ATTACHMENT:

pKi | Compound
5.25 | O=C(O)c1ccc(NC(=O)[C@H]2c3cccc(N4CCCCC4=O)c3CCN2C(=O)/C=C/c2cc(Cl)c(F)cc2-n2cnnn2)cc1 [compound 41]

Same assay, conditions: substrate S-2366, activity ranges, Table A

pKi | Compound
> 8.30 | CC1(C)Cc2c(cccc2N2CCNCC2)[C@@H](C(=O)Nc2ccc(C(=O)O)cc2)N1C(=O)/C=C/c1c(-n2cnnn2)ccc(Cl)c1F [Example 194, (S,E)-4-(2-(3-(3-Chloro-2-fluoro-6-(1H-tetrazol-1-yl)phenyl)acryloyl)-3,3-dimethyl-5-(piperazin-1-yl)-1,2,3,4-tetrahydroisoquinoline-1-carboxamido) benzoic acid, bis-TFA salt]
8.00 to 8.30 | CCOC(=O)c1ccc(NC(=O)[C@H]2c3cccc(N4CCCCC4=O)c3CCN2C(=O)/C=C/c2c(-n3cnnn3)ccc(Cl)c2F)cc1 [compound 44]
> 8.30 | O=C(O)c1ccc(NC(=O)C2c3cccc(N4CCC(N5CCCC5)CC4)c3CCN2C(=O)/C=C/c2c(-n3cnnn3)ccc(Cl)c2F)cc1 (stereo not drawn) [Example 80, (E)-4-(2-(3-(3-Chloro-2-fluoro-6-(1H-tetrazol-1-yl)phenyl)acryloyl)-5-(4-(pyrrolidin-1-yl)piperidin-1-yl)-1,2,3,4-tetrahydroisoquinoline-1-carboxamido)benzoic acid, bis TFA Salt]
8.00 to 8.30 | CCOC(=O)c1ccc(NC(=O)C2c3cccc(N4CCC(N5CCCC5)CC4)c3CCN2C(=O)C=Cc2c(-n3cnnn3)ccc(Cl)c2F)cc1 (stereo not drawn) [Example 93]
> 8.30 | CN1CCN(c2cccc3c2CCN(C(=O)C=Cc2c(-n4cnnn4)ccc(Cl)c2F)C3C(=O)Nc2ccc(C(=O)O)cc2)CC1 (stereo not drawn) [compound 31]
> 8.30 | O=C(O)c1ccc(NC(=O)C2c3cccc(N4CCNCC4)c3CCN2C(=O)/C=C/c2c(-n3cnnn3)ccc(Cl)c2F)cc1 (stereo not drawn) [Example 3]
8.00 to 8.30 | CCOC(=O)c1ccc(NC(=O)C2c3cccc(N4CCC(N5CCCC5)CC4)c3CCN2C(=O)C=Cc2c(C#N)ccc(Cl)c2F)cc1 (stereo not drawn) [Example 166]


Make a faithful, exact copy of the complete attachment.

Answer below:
pKi | Compound
5.25 | O=C(O)c1ccc(NC(=O)[C@H]2c3cccc(N4CCCCC4=O)c3CCN2C(=O)/C=C/c2cc(Cl)c(F)cc2-n2cnnn2)cc1 [compound 41]

Same assay, conditions: substrate S-2366, activity ranges, Table A

pKi | Compound
> 8.30 | CC1(C)Cc2c(cccc2N2CCNCC2)[C@@H](C(=O)Nc2ccc(C(=O)O)cc2)N1C(=O)/C=C/c1c(-n2cnnn2)ccc(Cl)c1F [Example 194, (S,E)-4-(2-(3-(3-Chloro-2-fluoro-6-(1H-tetrazol-1-yl)phenyl)acryloyl)-3,3-dimethyl-5-(piperazin-1-yl)-1,2,3,4-tetrahydroisoquinoline-1-carboxamido) benzoic acid, bis-TFA salt]
8.00 to 8.30 | CCOC(=O)c1ccc(NC(=O)[C@H]2c3cccc(N4CCCCC4=O)c3CCN2C(=O)/C=C/c2c(-n3cnnn3)ccc(Cl)c2F)cc1 [compound 44]
> 8.30 | O=C(O)c1ccc(NC(=O)C2c3cccc(N4CCC(N5CCCC5)CC4)c3CCN2C(=O)/C=C/c2c(-n3cnnn3)ccc(Cl)c2F)cc1 (stereo not drawn) [Example 80, (E)-4-(2-(3-(3-Chloro-2-fluoro-6-(1H-tetrazol-1-yl)phenyl)acryloyl)-5-(4-(pyrrolidin-1-yl)piperidin-1-yl)-1,2,3,4-tetrahydroisoquinoline-1-carboxamido)benzoic acid, bis TFA Salt]
8.00 to 8.30 | CCOC(=O)c1ccc(NC(=O)C2c3cccc(N4CCC(N5CCCC5)CC4)c3CCN2C(=O)C=Cc2c(-n3cnnn3)ccc(Cl)c2F)cc1 (stereo not drawn) [Example 93]
> 8.30 | CN1CCN(c2cccc3c2CCN(C(=O)C=Cc2c(-n4cnnn4)ccc(Cl)c2F)C3C(=O)Nc2ccc(C(=O)O)cc2)CC1 (stereo not drawn) [compound 31]
> 8.30 | O=C(O)c1ccc(NC(=O)C2c3cccc(N4CCNCC4)c3CCN2C(=O)/C=C/c2c(-n3cnnn3)ccc(Cl)c2F)cc1 (stereo not drawn) [Example 3]
8.00 to 8.30 | CCOC(=O)c1ccc(NC(=O)C2c3cccc(N4CCC(N5CCCC5)CC4)c3CCN2C(=O)C=Cc2c(C#N)ccc(Cl)c2F)cc1 (stereo not drawn) [Example 166]